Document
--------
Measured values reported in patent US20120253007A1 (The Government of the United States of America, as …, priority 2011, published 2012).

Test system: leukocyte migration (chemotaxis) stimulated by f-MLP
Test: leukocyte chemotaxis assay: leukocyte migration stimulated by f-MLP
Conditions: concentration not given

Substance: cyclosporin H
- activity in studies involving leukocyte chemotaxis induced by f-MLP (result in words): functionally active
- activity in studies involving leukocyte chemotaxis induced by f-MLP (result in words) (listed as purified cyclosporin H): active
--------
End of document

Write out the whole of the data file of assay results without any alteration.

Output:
Measured values reported in patent US20120253007A1 (The Government of the United States of America, as …, priority 2011, published 2012).

Test system: leukocyte migration (chemotaxis) stimulated by f-MLP
Test: leukocyte chemotaxis assay: leukocyte migration stimulated by f-MLP
Conditions: concentration not given

Substance: cyclosporin H
- activity in studies involving leukocyte chemotaxis induced by f-MLP (result in words): functionally active
- activity in studies involving leukocyte chemotaxis induced by f-MLP (result in words) (listed as purified cyclosporin H): active